GerrardOfTitanServer says
    > The first explanation doesn’t make sense.
    Why not?

    Because it’s a needless complication in an allegory. If Mark is writing that the Jews are responsible for killing the Messiah as some sort of allegory, why bring in the Romans at all?

    > Well, I’m not going to bother arguing your religion.
    This includes peer reviewed sources in proper respectable leading academic journals. I should think that this position should get at least a little more respect.

    Creationists also cite peer-reviewed articles on minority view points and exaggerate their importance. I give you much more respect than I give them.

    What’s your problem?

    That I’m enjoying this too much, probably.

  48. GerrardOfTitanServer says

    > If Mark is writing that the Jews are responsible for killing the Messiah as some sort of allegory, why bring in the Romans at all?

    It’s like you haven’t read anything that I’ve actually written. Could you please actually read what I write? It’s quite infuriating to be part of a one-sided conversation.

    That’s your interpretation. Mine is different. You didn’t even acknowledge that I just wrote – in this very subthread – that the point of this story is completely different. This complete lack of engagement with what I am writing is very frustrating.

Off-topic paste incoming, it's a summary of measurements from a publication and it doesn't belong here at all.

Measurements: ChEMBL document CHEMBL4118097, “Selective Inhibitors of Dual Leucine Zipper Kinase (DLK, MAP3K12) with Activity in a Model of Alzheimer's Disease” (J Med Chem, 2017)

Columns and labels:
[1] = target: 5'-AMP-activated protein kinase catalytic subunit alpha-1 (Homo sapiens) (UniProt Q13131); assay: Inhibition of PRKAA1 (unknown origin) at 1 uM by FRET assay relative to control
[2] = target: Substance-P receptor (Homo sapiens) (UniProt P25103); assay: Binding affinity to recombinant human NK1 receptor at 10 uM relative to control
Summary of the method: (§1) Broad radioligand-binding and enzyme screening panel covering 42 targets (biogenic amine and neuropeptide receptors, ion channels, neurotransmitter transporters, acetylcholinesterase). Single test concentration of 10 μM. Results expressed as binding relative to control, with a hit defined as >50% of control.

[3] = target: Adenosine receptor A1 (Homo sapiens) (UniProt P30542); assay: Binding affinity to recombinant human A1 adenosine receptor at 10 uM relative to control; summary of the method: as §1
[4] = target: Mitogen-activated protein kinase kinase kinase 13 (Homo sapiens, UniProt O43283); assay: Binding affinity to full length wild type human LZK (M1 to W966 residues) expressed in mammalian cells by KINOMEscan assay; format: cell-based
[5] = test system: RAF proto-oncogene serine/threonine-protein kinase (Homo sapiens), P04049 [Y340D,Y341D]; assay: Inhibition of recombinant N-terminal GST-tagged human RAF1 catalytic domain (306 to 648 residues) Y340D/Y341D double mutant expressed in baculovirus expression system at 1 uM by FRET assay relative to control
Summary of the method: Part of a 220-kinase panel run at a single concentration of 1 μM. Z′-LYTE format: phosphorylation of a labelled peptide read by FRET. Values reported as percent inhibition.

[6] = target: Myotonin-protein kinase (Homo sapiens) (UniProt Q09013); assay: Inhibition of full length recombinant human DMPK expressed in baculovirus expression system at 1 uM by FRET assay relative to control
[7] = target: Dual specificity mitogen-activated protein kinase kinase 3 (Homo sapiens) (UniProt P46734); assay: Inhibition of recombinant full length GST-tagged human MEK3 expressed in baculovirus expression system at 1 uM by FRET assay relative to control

Again, I think the interpretation that makes far more sense is that it’s a reference to the Yom Kippur goat sacrifice ritual. The point of the story is not that the Jewish people are responsible for the death of Jesus. The point of the story is that Jesus died for our sins, and his blood magic sacrifice, along with the exile of the guilty “son of the father” Barabbas, completes the ancient Yom Kippur ritual to cleanse the Jewish people of sin. (Moreover, this time the sacrifice ritual will cleanse our sins forever because it’s a god’s blood in the sacrifice instead of a goat’s blood.) If anything, the phrase “let his blood be upon us” seems to me to be a direct reference to this blood magic sacrifice and removal of sin from all Jewish people by the blood of Jesus.

    Your interpretation – where Mark is trying to blame the Jewish people for the death of Jesus – fits far less well. Again, we have a story with two “sons of the father”, and the guilty one is exiled, and the innocent one is sacrificed. It’s an obvious parallel to the Yom Kippur goat ritual. It also fits perfectly with standard Christian dogma how Jesus’s sacrifice allows us to get into heaven by “paying” for our sins, ala substitutionary atonement aka vicarious redemption. The typical Christian will also tell you that this is the point of him dying.